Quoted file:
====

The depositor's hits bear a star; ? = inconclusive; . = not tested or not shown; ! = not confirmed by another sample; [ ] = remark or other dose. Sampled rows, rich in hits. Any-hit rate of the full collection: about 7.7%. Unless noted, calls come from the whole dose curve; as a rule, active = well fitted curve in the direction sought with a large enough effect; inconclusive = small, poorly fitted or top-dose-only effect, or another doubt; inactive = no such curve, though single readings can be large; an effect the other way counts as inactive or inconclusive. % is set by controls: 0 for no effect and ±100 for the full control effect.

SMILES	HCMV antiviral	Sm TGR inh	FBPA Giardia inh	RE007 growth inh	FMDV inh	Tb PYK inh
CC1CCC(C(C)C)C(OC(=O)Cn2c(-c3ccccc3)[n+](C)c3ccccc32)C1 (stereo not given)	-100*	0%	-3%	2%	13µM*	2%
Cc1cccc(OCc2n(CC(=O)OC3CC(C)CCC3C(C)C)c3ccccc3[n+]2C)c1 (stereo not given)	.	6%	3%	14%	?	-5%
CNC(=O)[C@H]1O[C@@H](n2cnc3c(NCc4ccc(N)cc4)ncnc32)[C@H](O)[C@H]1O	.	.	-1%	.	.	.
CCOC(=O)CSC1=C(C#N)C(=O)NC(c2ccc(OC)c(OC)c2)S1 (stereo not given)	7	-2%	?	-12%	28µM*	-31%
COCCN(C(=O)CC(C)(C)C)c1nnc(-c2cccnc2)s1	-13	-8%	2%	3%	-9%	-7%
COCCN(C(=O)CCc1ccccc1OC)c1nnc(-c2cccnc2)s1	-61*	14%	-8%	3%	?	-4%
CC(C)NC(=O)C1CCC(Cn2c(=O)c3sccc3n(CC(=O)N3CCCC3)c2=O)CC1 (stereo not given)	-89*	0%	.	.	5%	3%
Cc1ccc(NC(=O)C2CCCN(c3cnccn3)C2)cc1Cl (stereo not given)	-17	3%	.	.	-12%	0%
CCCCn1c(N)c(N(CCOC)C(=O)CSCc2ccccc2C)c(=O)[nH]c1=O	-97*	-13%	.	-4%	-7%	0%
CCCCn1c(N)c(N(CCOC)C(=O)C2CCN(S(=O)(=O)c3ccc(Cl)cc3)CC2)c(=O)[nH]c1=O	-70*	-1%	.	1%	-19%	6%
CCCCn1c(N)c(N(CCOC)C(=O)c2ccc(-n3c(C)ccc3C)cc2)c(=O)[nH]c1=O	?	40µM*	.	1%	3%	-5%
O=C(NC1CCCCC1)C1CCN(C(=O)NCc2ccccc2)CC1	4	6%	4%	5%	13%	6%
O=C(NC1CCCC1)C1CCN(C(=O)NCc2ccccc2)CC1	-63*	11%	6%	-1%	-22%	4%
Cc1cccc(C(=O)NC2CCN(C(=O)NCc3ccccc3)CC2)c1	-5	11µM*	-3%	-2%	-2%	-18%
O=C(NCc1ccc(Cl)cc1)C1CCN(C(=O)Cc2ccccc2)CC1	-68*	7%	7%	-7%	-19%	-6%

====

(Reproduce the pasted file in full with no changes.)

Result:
The depositor's hits bear a star; ? = inconclusive; . = not tested or not shown; ! = not confirmed by another sample; [ ] = remark or other dose. Sampled rows, rich in hits. Any-hit rate of the full collection: about 7.7%. Unless noted, calls come from the whole dose curve; as a rule, active = well fitted curve in the direction sought with a large enough effect; inconclusive = small, poorly fitted or top-dose-only effect, or another doubt; inactive = no such curve, though single readings can be large; an effect the other way counts as inactive or inconclusive. % is set by controls: 0 for no effect and ±100 for the full control effect.

SMILES	HCMV antiviral	Sm TGR inh	FBPA Giardia inh	RE007 growth inh	FMDV inh	Tb PYK inh
CC1CCC(C(C)C)C(OC(=O)Cn2c(-c3ccccc3)[n+](C)c3ccccc32)C1 (stereo not given)	-100*	0%	-3%	2%	13µM*	2%
Cc1cccc(OCc2n(CC(=O)OC3CC(C)CCC3C(C)C)c3ccccc3[n+]2C)c1 (stereo not given)	.	6%	3%	14%	?	-5%
CNC(=O)[C@H]1O[C@@H](n2cnc3c(NCc4ccc(N)cc4)ncnc32)[C@H](O)[C@H]1O	.	.	-1%	.	.	.
CCOC(=O)CSC1=C(C#N)C(=O)NC(c2ccc(OC)c(OC)c2)S1 (stereo not given)	7	-2%	?	-12%	28µM*	-31%
COCCN(C(=O)CC(C)(C)C)c1nnc(-c2cccnc2)s1	-13	-8%	2%	3%	-9%	-7%
COCCN(C(=O)CCc1ccccc1OC)c1nnc(-c2cccnc2)s1	-61*	14%	-8%	3%	?	-4%
CC(C)NC(=O)C1CCC(Cn2c(=O)c3sccc3n(CC(=O)N3CCCC3)c2=O)CC1 (stereo not given)	-89*	0%	.	.	5%	3%
Cc1ccc(NC(=O)C2CCCN(c3cnccn3)C2)cc1Cl (stereo not given)	-17	3%	.	.	-12%	0%
CCCCn1c(N)c(N(CCOC)C(=O)CSCc2ccccc2C)c(=O)[nH]c1=O	-97*	-13%	.	-4%	-7%	0%
CCCCn1c(N)c(N(CCOC)C(=O)C2CCN(S(=O)(=O)c3ccc(Cl)cc3)CC2)c(=O)[nH]c1=O	-70*	-1%	.	1%	-19%	6%
CCCCn1c(N)c(N(CCOC)C(=O)c2ccc(-n3c(C)ccc3C)cc2)c(=O)[nH]c1=O	?	40µM*	.	1%	3%	-5%
O=C(NC1CCCCC1)C1CCN(C(=O)NCc2ccccc2)CC1	4	6%	4%	5%	13%	6%
O=C(NC1CCCC1)C1CCN(C(=O)NCc2ccccc2)CC1	-63*	11%	6%	-1%	-22%	4%
Cc1cccc(C(=O)NC2CCN(C(=O)NCc3ccccc3)CC2)c1	-5	11µM*	-3%	-2%	-2%	-18%
O=C(NCc1ccc(Cl)cc1)C1CCN(C(=O)Cc2ccccc2)CC1	-68*	7%	7%	-7%	-19%	-6%